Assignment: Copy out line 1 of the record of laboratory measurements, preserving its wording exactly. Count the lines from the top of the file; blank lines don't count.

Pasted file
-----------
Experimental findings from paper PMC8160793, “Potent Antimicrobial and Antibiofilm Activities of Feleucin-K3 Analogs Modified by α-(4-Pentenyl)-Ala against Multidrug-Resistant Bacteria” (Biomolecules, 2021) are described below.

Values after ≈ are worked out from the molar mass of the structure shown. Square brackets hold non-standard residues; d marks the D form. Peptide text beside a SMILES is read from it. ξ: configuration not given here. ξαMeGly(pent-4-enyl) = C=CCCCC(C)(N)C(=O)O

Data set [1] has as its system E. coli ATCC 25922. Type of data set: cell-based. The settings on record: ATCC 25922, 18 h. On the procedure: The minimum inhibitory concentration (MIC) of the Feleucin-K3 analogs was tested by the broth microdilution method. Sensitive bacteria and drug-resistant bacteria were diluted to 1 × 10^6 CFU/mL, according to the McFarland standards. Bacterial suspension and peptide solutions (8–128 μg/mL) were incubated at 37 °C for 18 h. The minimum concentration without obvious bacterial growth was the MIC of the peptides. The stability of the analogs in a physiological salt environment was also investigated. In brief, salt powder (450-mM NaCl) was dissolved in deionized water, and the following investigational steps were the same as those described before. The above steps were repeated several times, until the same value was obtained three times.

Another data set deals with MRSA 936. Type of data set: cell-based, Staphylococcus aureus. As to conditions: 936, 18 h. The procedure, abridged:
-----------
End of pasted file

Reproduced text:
Experimental findings from paper PMC8160793, “Potent Antimicrobial and Antibiofilm Activities of Feleucin-K3 Analogs Modified by α-(4-Pentenyl)-Ala against Multidrug-Resistant Bacteria” (Biomolecules, 2021) are described below.